In 2007, there were more than 1000 US Bases and/or Military Installations in 156 countries around the world. Libertarians would bring home all troops from all over the world, and close our foreign bases. Some areas are sensitive, withdrawal will take some time and tact in some places, but we would withdraw as quickly as possible.

Libertarians believe that peaceful people should be able to travel freely. Ponder this for a moment – if we weren’t passing out welfare checks, food stamps and free health care for people who don’t have any money, and it were easier to get here legally, we wouldn’t have any “illegal immigrant problem”. If all it took was a job, a place to live, some money and a sponsor (like it used to be), we’d know where all the immigrants were, and there would be no drain on hospitals and state coffers.

Drug Prohibition
We’d end it. Prohibition causes an underground market and creates massive organized crime. Prices are artificially high, and since users are already breaking the law just to use drugs, it’s not a real big step to deal, to steal, or to break even more laws. Making it legal for adults to use drugs recreationally would end all the costs associated with pursuing, prosecuting and imprisoning non-violent drug offenders… all this being paid for by taxpayers. Some of the attraction would go away for thugs and rebels. Because prices would plummet due to increased supply, crimes by users searching for money for drugs would also disappear. Very few people find dealing cigarettes to be an attractive proposition – anyone can buy cartons of cigarettes in any convenience store, grocery or gas station.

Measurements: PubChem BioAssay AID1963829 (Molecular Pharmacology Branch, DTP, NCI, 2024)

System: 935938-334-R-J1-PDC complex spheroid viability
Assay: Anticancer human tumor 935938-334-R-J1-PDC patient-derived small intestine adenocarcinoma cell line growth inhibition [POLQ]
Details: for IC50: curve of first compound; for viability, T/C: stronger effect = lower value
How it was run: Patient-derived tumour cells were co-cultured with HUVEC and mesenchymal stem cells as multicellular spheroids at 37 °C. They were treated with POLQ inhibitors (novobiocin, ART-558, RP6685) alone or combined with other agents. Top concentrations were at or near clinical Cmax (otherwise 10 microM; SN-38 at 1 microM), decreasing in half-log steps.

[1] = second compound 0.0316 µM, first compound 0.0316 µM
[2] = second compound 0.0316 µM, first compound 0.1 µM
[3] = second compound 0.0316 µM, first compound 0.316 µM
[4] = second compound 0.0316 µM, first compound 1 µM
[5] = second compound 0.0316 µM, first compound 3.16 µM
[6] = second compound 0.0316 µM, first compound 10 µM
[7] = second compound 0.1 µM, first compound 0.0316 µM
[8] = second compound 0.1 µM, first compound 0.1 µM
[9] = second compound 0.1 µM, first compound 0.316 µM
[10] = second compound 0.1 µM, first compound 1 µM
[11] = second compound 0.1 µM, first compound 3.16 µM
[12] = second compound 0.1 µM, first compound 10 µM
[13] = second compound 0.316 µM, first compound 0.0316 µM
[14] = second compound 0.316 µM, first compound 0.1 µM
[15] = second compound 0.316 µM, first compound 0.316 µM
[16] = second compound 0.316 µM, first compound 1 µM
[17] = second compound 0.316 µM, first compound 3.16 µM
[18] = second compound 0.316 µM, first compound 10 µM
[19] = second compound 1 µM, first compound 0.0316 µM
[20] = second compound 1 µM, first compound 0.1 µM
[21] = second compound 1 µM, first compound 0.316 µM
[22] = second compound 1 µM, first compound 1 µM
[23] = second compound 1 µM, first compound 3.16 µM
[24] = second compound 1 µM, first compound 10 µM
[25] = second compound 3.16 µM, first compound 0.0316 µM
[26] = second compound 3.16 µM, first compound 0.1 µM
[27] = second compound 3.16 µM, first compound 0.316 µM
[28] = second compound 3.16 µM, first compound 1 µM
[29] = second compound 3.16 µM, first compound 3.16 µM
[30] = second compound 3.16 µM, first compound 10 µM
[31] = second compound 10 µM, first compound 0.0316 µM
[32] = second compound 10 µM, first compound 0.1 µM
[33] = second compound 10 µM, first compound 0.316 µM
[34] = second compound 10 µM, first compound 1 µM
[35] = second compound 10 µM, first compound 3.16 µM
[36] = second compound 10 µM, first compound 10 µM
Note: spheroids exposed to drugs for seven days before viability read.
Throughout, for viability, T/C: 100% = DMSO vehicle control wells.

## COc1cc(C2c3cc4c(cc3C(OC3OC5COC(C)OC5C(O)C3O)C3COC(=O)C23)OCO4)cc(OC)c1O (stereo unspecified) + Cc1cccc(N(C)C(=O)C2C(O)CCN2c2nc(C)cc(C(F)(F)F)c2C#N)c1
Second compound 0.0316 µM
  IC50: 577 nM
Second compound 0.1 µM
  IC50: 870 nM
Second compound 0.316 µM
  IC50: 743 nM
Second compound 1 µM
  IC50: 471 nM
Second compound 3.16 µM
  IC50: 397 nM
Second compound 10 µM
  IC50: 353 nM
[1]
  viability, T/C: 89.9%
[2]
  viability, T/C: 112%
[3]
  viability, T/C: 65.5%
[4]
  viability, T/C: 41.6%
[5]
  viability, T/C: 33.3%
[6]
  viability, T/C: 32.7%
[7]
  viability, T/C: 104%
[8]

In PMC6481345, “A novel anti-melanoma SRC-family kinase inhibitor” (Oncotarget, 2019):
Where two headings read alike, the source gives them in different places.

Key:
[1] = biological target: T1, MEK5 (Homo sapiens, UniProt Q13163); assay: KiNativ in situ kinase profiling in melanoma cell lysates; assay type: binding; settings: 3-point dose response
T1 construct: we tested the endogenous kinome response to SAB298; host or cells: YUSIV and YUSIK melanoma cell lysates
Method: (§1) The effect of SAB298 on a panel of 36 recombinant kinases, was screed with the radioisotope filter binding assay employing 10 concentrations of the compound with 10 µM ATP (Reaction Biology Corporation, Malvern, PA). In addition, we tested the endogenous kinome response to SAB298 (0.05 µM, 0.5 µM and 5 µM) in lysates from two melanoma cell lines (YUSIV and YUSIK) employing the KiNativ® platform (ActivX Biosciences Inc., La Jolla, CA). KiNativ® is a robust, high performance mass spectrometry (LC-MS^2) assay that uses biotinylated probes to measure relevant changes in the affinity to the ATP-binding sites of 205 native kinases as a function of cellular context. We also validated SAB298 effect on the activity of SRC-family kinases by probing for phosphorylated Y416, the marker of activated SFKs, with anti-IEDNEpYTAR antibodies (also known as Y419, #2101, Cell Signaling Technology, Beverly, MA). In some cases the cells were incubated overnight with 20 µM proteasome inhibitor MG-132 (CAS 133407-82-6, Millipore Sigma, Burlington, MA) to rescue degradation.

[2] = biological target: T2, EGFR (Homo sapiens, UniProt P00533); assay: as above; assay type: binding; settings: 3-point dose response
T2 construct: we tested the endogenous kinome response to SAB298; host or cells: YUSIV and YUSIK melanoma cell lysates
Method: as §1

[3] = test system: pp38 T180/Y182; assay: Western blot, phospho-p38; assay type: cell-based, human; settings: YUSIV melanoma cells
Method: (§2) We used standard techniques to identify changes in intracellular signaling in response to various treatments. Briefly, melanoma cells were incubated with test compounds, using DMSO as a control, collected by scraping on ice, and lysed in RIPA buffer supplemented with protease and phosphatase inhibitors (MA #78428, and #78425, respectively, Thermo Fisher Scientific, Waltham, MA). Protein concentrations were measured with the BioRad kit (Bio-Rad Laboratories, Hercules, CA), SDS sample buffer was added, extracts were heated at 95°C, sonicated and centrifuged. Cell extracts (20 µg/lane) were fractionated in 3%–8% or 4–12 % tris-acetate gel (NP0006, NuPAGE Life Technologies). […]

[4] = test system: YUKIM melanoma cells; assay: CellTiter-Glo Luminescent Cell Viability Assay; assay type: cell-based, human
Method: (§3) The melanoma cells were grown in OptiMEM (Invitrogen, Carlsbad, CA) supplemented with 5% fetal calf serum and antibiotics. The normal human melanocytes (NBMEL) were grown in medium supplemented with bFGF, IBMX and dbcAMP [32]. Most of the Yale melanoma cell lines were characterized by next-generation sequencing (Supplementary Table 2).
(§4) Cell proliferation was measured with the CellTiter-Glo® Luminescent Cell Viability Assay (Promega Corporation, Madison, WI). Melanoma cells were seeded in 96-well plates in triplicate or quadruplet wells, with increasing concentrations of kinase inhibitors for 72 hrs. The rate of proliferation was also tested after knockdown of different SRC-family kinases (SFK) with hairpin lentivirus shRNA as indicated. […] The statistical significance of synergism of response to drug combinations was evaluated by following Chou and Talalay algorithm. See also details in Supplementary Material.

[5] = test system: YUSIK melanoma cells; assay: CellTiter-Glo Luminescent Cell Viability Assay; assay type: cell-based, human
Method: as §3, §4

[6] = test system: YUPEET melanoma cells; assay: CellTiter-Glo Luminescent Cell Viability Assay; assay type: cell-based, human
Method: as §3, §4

Very few people rob a convenience store buy a beer or pack of smokes. Since alcohol and tobacco products are manufactured by reliable companies, we no longer have cases of people cutting red wine with bull’s blood or pipe tobacco with dried oak leaves.

I don’t remember any cases of crooks cutting Tylenol or Cymbalta with baby laxatives, corn starch, vitamin C powder, sugar or talcum powder. Antibiotics and pain meds are standardized doses – each pill is the same dose, and it is very rare for patients to be poisoned by an unexpectedly strong pill. (We have regular “outbreaks” of overdoses due to overstrength street drugs.) Legalization would end most of the problems associated with diluted (cut) product, whether it is cut with toxic materials, cut too much, or not cut enough.

Prohibition has not prevented or ended drug use. Many believe that prohibition increases the number of users. Prohibition never works. Never has, never will.

Free Speech
Libertarians treasure free speech. I think most of us would say that a person who cries “fire” in a crowded theater has created a hazard, and that may be criminal or actionable. We cannot make obnoxious or offensive speech illegal – there is no free speech if offending someone is prohibited.

Pro-Choice on everything
Most Libertarians believe that forcing other people to conform to our standards and morals is just one more form of aggression. Prohibition didn’t work with alcohol, and it didn’t work with abortion, either. The question is not whether there will be abortions, but whether they will be in hospitals or on back alley pool tables.